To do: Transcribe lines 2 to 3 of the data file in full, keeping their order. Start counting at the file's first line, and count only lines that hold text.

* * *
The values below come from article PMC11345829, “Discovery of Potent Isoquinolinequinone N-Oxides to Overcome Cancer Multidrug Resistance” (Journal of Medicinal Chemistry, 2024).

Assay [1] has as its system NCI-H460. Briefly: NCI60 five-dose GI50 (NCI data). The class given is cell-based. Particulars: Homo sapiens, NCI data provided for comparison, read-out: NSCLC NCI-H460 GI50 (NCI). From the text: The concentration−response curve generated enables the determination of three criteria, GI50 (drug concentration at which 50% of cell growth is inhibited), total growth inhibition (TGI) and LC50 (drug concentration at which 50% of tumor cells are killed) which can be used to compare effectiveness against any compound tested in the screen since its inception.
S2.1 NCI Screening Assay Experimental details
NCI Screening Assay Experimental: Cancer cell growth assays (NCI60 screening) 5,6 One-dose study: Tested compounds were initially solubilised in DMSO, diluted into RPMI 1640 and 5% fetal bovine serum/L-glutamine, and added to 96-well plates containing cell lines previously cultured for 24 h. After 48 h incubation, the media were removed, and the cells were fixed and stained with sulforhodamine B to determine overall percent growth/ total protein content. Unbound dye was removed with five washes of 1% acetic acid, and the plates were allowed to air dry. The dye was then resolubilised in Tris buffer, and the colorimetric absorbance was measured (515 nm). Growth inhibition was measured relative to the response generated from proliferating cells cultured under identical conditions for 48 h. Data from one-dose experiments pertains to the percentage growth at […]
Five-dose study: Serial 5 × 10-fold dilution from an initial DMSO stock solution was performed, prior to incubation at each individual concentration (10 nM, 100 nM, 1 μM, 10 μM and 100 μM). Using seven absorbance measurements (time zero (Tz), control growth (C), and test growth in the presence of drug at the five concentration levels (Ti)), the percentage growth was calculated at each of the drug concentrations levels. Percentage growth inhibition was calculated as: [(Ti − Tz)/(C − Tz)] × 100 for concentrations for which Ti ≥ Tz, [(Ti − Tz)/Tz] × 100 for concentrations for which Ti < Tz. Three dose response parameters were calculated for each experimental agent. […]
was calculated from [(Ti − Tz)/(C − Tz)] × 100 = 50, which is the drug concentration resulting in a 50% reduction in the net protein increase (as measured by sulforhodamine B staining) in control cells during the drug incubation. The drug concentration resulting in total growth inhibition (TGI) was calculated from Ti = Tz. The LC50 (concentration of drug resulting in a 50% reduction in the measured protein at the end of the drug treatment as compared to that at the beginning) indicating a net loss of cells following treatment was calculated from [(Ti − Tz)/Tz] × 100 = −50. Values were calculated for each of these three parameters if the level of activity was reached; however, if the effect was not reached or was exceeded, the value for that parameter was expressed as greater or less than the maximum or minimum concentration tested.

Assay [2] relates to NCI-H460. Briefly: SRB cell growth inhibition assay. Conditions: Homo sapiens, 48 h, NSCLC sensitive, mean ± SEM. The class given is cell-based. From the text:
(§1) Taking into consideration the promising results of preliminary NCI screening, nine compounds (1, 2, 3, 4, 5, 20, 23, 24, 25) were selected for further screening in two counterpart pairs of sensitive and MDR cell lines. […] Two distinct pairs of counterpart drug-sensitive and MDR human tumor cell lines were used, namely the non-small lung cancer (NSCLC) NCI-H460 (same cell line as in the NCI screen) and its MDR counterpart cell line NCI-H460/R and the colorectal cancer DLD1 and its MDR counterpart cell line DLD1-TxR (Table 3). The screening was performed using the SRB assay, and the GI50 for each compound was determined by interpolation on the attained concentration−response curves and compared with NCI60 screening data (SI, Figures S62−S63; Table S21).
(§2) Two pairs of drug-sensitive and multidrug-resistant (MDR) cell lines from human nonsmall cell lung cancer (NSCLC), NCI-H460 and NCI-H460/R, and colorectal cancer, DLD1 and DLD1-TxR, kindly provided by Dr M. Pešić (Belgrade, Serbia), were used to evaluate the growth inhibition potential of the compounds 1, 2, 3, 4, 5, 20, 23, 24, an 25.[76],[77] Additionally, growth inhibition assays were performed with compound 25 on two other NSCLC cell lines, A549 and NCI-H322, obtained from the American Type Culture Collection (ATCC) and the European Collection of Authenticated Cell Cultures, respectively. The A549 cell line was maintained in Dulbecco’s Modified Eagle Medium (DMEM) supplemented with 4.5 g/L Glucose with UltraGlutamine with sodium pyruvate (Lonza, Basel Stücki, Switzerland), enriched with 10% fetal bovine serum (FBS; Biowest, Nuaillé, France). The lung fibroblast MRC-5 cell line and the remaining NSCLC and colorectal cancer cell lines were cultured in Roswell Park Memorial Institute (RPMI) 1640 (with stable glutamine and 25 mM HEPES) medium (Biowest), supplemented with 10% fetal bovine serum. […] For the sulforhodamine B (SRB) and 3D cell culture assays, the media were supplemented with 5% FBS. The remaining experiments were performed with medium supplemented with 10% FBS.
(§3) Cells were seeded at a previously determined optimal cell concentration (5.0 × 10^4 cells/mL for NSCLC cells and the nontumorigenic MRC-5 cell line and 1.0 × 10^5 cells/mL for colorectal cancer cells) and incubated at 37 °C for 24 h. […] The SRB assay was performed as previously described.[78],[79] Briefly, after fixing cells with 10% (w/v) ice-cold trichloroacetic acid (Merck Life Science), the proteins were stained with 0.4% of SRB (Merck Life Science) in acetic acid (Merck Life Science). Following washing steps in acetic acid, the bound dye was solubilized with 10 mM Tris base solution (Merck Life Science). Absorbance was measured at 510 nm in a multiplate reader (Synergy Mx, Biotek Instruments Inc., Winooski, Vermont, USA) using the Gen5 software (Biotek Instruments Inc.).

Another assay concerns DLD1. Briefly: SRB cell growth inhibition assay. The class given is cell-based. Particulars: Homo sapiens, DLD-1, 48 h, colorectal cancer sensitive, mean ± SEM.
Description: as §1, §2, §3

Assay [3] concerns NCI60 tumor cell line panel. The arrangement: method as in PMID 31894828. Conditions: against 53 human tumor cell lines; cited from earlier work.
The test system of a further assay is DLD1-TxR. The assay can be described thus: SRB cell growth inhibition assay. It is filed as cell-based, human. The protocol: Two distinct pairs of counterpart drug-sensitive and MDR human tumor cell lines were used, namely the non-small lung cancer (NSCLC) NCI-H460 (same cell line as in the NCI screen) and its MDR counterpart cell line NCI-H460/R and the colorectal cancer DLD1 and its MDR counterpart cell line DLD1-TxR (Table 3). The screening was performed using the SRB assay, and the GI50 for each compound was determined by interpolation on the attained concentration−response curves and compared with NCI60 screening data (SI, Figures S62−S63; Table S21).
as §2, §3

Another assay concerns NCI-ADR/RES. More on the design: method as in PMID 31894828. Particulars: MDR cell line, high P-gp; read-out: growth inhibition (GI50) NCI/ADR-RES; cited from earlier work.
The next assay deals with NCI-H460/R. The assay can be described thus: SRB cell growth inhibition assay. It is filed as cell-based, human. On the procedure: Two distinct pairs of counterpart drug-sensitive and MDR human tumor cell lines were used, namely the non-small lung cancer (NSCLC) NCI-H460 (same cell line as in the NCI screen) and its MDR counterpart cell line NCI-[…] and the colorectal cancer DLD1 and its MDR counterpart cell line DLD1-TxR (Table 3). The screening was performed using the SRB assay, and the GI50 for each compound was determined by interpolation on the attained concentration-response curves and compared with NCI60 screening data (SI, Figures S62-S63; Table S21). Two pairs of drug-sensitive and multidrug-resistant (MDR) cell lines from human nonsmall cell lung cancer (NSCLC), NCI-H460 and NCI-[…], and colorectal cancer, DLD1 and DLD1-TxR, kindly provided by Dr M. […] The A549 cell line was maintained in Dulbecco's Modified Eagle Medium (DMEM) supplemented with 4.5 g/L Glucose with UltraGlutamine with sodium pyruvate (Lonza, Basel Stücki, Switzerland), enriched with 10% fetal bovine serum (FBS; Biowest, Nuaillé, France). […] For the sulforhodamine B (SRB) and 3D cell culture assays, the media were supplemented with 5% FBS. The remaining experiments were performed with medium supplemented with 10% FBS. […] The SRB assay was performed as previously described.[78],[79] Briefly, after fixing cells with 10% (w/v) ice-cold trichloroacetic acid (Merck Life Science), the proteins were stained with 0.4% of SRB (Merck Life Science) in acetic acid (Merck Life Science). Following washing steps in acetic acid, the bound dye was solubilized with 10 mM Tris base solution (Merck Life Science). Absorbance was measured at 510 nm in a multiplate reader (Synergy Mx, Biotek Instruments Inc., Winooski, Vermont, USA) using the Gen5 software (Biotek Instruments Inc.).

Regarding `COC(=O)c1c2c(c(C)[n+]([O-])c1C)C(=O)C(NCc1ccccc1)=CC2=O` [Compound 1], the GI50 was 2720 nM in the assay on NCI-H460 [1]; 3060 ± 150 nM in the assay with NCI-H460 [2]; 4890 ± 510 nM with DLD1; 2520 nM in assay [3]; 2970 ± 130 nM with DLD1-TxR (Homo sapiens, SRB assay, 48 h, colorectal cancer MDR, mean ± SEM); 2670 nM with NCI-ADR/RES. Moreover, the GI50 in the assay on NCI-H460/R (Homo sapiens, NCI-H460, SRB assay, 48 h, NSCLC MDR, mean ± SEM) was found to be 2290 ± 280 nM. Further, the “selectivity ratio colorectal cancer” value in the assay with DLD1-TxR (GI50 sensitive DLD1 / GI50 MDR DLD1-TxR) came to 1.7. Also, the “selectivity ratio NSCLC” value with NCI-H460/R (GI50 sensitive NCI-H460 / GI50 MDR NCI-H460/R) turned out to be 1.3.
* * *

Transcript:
Assay [1] has as its system NCI-H460. Briefly: NCI60 five-dose GI50 (NCI data). The class given is cell-based. Particulars: Homo sapiens, NCI data provided for comparison, read-out: NSCLC NCI-H460 GI50 (NCI). From the text: The concentration−response curve generated enables the determination of three criteria, GI50 (drug concentration at which 50% of cell growth is inhibited), total growth inhibition (TGI) and LC50 (drug concentration at which 50% of tumor cells are killed) which can be used to compare effectiveness against any compound tested in the screen since its inception.
S2.1 NCI Screening Assay Experimental details